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a liberal patron of learning, and first president of the parliament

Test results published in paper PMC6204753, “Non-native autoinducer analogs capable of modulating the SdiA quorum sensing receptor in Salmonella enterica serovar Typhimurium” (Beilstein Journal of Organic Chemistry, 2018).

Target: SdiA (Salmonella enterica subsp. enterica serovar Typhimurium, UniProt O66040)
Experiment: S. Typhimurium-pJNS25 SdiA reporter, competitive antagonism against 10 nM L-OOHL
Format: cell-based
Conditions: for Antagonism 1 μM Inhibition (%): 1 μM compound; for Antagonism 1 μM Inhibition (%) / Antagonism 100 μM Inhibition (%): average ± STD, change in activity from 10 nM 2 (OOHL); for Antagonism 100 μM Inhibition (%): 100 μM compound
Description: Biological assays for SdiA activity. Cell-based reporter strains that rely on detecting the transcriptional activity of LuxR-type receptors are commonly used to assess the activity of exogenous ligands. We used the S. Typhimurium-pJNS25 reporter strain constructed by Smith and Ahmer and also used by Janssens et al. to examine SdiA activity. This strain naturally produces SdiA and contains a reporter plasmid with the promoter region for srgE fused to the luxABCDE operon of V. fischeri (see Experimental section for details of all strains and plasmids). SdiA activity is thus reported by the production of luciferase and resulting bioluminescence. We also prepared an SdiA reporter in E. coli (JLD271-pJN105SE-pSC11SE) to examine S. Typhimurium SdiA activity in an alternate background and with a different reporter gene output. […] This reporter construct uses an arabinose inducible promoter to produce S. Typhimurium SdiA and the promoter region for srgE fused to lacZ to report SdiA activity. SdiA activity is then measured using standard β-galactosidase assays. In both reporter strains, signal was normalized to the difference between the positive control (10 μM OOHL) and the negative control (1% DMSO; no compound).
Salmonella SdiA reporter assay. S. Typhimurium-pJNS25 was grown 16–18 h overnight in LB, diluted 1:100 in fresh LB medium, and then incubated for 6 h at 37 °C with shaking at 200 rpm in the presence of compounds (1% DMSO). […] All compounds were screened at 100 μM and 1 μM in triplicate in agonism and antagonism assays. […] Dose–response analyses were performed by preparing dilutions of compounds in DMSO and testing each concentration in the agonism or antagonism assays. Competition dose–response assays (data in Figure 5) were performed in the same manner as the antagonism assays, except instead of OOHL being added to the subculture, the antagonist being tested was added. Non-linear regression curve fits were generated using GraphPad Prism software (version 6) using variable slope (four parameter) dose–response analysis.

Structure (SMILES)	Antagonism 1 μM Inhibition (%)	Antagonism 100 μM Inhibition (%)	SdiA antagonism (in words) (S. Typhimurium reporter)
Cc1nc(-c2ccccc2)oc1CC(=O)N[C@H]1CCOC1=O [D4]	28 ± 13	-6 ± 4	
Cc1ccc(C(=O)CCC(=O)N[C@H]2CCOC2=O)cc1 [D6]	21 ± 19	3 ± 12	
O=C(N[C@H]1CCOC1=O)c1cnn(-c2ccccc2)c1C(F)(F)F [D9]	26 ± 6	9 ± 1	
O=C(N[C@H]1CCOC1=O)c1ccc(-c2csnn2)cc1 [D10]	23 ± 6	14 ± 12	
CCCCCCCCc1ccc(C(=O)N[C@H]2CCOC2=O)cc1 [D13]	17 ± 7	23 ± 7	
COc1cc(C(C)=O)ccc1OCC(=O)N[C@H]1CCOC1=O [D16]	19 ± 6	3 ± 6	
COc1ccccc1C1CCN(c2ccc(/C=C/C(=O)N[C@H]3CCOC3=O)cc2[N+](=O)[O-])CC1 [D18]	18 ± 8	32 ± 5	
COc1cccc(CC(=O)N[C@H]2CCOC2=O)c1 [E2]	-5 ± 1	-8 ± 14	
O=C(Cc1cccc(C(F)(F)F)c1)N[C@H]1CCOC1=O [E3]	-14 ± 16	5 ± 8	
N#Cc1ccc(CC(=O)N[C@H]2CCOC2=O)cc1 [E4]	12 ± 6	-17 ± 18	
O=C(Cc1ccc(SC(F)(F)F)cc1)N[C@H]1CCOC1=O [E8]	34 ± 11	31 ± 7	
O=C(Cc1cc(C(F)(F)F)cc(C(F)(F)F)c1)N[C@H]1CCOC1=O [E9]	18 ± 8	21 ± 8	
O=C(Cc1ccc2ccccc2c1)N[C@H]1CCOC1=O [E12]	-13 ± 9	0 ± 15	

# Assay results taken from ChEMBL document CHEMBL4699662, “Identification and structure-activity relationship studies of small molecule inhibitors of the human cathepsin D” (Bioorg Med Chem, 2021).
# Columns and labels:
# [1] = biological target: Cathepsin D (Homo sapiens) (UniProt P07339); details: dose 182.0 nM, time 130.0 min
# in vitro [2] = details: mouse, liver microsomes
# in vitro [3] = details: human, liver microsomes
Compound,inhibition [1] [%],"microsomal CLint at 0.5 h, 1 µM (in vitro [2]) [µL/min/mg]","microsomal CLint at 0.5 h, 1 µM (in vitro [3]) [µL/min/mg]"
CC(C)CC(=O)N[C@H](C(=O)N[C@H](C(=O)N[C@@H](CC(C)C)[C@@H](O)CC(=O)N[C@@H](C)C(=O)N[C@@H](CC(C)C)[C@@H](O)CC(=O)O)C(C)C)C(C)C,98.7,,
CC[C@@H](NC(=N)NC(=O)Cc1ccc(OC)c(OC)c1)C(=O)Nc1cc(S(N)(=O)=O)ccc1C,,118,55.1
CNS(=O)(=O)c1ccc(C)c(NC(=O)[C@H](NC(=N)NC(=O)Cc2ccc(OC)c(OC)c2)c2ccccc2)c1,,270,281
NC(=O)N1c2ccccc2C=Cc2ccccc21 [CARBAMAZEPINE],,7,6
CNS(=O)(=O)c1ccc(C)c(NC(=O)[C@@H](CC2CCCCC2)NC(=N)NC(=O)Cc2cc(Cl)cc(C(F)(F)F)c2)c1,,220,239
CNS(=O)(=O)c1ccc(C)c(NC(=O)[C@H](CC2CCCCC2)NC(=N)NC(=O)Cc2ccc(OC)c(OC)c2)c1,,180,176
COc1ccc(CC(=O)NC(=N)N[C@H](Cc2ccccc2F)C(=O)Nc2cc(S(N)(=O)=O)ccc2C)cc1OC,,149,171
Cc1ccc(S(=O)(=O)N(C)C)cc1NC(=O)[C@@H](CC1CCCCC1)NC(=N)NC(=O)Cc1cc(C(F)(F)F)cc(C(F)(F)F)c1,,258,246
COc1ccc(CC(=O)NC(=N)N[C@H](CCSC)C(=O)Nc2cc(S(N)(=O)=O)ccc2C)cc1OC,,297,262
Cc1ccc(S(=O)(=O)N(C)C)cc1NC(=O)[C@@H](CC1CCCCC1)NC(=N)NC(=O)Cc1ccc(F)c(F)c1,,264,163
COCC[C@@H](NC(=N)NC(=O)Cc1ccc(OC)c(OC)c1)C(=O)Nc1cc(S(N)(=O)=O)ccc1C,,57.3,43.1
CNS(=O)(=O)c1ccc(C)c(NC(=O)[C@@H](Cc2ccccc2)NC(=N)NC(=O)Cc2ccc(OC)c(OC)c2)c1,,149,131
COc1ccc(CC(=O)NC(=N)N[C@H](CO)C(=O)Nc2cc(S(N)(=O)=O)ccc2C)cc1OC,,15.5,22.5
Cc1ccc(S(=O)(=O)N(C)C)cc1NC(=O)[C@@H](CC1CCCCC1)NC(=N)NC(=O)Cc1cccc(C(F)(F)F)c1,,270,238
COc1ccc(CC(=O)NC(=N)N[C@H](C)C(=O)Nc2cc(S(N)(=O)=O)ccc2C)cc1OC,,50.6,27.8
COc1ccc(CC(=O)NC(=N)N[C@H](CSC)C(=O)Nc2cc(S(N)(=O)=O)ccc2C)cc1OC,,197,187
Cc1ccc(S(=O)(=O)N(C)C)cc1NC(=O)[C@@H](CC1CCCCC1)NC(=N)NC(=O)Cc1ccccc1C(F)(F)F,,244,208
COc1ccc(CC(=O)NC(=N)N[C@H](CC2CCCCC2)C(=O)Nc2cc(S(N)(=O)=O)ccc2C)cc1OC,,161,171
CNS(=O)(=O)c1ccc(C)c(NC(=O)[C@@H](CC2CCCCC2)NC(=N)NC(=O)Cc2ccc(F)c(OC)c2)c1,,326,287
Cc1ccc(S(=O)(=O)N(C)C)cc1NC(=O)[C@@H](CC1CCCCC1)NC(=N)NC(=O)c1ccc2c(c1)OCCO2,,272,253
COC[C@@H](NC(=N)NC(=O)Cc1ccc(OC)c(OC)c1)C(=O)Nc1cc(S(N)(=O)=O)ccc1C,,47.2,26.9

, a liberal patron of learning, and first president of the parliament of Paris, was born in that metropolis, Jan. L6, 1730, of a family, the branches of which had filled many distinguished offices in the magistracy, and to which the subject of the preceding article appears to have been related. From his infancy, Mons. Saron was attached to mathematical studies, and particularly to calculations, the most complicated of which he performed with astonishing facility and many eminent astronomers, who were his friends, made no scruple to apply to him for assistance of this kind, which he contributed with the greatest politeness and as very much depends on intricate calculations, he may justly be allowed to share with them in the honour of their discoveries. He was, however, among the first who discovered that Herschell’s new star was a new planet, and not a comet, as most of the French astronomers thought. In 1779 he was elected into the academy of sciences, and contributed to the promotion of their labours, not only by his private studies, which were indeed rather those of an amateur than of a scholar by profession, but also by his fortune. He made, at a vast expence, a collection of the finest astronomical instruments of all kinds, which he very willingly lent to those who wished to make use of them, and never had more pleasure than when he fancied he was thus supplying the wants of men of genius. It was also by his liberality that Laplace was enabled to publish his “Theorie du mouvernent elliptujue et de la figure de terre,1784, 4to, the expence of which he defrayed. His whole life, indeed, exhibited a perfect model of a patron of learning and Learned men, and demonstrated how easily men of rank and fortune may exalt their characters by the encouragement of genius. Yet this man was doomed to destruction by the monsterswho ruled in France during the revolutionary period, and who ordered him, and some other members of the old parliament of Paris, to be guillotined, a sentence which was executed April 20, 1794. M. Monjoie published in 1800 “L'eloge de Saron,” 8vo, and Cassini paid him a similar compliment, which, however, was not printed.